x::w::main_windows own references on their dialogs


x::w::dialogs can create their own dialogs, and this applies recursively also. x::w::dialogs own references on their own dialogs, too.

A fundamental concept of the LibCXX Windows Library is that all its objects are reference-counted objects. All references to the object must go out of scope and get destroyed before the underlying objects' destructors get automatically invoked; and all main windows must be destroyed in order for the library to properly clean up and disconnect from the display server.

In main windows, container elements own references to the display elements in the container. This applies to dialogs too. Their parent main window (or their parent dialog) owns a reference on all of its dialogs.

std::unordered_set<std::string> dialogs=main_window->dialogs();

menu.C gives an example of using dialogs(), which returns all identifiers for all dialogs that the x::w::main_window (or the x::w::dialog) owns.

            (const x::w::list_item_status_info_t &ignore)
                     (const auto &main_window) {

menu.C creates several dialogs, like help_question, for a main window with a menu which open the various dialogs. get_dialog() takes a dialog identifier and returns the previously-created dialog with this identifier. The callbacks that get installed for each menu item use it to locate the appropriate dialog, and make it visible.

The dialog's buttons merely hide their dialog, they don't destroy it, since their parent main window owns a reference to its dialogs. As such, when the menu item gets selected again it simply show_all()s the same dialog, making it visible again.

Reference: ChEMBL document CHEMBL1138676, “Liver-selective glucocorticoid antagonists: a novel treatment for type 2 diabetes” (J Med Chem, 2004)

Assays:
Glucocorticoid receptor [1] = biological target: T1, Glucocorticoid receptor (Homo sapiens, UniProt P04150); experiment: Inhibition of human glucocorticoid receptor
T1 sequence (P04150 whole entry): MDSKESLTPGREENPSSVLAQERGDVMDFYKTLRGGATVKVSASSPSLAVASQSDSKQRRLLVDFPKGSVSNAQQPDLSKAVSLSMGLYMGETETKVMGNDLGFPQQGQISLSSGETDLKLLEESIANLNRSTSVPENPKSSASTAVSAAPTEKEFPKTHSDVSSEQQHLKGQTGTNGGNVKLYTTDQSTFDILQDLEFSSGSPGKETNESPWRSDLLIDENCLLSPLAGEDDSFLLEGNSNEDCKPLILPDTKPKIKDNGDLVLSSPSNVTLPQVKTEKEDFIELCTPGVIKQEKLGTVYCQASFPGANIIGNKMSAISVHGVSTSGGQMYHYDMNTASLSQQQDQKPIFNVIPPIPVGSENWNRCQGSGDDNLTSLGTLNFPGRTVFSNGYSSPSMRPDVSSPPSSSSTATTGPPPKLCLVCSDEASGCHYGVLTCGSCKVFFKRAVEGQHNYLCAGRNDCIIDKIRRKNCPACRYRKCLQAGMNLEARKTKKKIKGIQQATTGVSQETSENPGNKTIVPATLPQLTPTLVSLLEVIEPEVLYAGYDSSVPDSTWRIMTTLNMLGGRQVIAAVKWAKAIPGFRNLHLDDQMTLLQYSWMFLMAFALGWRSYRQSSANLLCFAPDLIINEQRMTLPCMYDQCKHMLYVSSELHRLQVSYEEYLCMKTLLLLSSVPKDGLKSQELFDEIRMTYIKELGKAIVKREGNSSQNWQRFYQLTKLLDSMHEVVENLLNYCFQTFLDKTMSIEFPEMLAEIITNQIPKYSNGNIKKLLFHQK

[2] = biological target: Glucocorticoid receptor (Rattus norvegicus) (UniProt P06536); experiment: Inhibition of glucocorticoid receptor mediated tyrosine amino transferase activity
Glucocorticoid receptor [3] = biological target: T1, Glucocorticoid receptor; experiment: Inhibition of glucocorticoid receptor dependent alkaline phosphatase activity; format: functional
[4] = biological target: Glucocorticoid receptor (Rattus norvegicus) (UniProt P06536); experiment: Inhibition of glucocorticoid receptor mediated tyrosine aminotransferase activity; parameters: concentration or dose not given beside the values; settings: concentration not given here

The only way to permanently destroy a dialog is by using remove_dialog(); and because the parent main window owns references on its dialogs, if the main window's last reference goes out of scope and it gets destroyed (as part of normal application termination), its dialogs get destroyed too.

This also means that, as shown in the above example, callbacks must capture only weak reference to their parent main window (or parent dialog), because the main window (or the parent dialog) owns (directly or indirectly) references to all elements in the main window (or the dialog), including the menu item with the callback, so the weak capture is required to avoid a circular reference.

auto d=main_window->create_ok_dialog("example@libcxx.com",
                            (const x::w::factory &f)
                                 f->create_label("Bad input");


destroy_when_closed() returns a closure that's suitable for an Ok or Cancel button's callback (except for create_input_field()'s Ok callback that takes an additional parameter). When it gets invoked the specified dialog gets remove_dialog(). This example calls main_window's destroy_when_closed(). The returned closure invokes main_window's remove_dialog("example@libcxx.com") (using a weak reference, for the reasons previously stated) and this get installed as this new dialog's callback. Thusly, the dialog ends up removing itself, as a result of Ok getting pressed.